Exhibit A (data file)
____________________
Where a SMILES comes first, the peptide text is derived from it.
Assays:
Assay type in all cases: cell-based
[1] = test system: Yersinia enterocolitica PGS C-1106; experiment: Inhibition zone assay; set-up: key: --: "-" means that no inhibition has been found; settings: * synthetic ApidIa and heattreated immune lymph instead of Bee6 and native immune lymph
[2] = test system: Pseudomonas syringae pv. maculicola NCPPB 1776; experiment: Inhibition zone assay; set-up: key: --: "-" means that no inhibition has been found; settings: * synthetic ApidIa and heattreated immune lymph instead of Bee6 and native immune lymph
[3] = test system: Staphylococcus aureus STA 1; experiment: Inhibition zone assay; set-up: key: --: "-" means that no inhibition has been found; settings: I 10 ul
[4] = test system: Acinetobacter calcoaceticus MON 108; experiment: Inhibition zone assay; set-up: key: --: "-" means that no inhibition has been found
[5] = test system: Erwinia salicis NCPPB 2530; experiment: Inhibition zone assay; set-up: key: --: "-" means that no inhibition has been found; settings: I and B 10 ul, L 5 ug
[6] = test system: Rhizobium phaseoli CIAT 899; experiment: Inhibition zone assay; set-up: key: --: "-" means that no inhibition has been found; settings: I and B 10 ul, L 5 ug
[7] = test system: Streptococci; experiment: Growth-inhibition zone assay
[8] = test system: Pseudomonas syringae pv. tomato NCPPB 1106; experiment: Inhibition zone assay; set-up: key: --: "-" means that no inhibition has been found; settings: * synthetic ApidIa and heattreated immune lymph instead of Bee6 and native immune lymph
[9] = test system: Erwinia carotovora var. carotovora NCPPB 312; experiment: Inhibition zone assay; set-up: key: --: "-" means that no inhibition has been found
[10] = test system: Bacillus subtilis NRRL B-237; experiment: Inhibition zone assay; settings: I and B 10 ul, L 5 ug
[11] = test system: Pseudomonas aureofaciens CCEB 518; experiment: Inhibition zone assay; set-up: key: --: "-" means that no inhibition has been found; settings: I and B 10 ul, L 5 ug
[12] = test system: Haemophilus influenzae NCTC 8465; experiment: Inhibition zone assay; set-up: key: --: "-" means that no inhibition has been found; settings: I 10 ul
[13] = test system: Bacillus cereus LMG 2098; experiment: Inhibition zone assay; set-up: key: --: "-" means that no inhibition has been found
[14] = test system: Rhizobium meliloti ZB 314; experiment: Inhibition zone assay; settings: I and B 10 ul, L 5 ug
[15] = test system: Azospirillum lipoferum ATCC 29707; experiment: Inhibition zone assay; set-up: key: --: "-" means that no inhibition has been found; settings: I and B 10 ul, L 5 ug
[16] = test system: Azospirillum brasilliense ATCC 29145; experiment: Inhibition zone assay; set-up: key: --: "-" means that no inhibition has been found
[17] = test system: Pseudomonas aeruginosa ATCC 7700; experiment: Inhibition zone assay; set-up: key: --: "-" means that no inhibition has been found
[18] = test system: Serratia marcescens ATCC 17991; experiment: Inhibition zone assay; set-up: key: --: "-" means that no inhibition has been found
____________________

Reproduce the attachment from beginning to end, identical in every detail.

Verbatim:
Where a SMILES comes first, the peptide text is derived from it.
Assays:
Assay type in all cases: cell-based
[1] = test system: Yersinia enterocolitica PGS C-1106; experiment: Inhibition zone assay; set-up: key: --: "-" means that no inhibition has been found; settings: * synthetic ApidIa and heattreated immune lymph instead of Bee6 and native immune lymph
[2] = test system: Pseudomonas syringae pv. maculicola NCPPB 1776; experiment: Inhibition zone assay; set-up: key: --: "-" means that no inhibition has been found; settings: * synthetic ApidIa and heattreated immune lymph instead of Bee6 and native immune lymph
[3] = test system: Staphylococcus aureus STA 1; experiment: Inhibition zone assay; set-up: key: --: "-" means that no inhibition has been found; settings: I 10 ul
[4] = test system: Acinetobacter calcoaceticus MON 108; experiment: Inhibition zone assay; set-up: key: --: "-" means that no inhibition has been found
[5] = test system: Erwinia salicis NCPPB 2530; experiment: Inhibition zone assay; set-up: key: --: "-" means that no inhibition has been found; settings: I and B 10 ul, L 5 ug
[6] = test system: Rhizobium phaseoli CIAT 899; experiment: Inhibition zone assay; set-up: key: --: "-" means that no inhibition has been found; settings: I and B 10 ul, L 5 ug
[7] = test system: Streptococci; experiment: Growth-inhibition zone assay
[8] = test system: Pseudomonas syringae pv. tomato NCPPB 1106; experiment: Inhibition zone assay; set-up: key: --: "-" means that no inhibition has been found; settings: * synthetic ApidIa and heattreated immune lymph instead of Bee6 and native immune lymph
[9] = test system: Erwinia carotovora var. carotovora NCPPB 312; experiment: Inhibition zone assay; set-up: key: --: "-" means that no inhibition has been found
[10] = test system: Bacillus subtilis NRRL B-237; experiment: Inhibition zone assay; settings: I and B 10 ul, L 5 ug
[11] = test system: Pseudomonas aureofaciens CCEB 518; experiment: Inhibition zone assay; set-up: key: --: "-" means that no inhibition has been found; settings: I and B 10 ul, L 5 ug
[12] = test system: Haemophilus influenzae NCTC 8465; experiment: Inhibition zone assay; set-up: key: --: "-" means that no inhibition has been found; settings: I 10 ul
[13] = test system: Bacillus cereus LMG 2098; experiment: Inhibition zone assay; set-up: key: --: "-" means that no inhibition has been found
[14] = test system: Rhizobium meliloti ZB 314; experiment: Inhibition zone assay; settings: I and B 10 ul, L 5 ug
[15] = test system: Azospirillum lipoferum ATCC 29707; experiment: Inhibition zone assay; set-up: key: --: "-" means that no inhibition has been found; settings: I and B 10 ul, L 5 ug
[16] = test system: Azospirillum brasilliense ATCC 29145; experiment: Inhibition zone assay; set-up: key: --: "-" means that no inhibition has been found
[17] = test system: Pseudomonas aeruginosa ATCC 7700; experiment: Inhibition zone assay; set-up: key: --: "-" means that no inhibition has been found
[18] = test system: Serratia marcescens ATCC 17991; experiment: Inhibition zone assay; set-up: key: --: "-" means that no inhibition has been found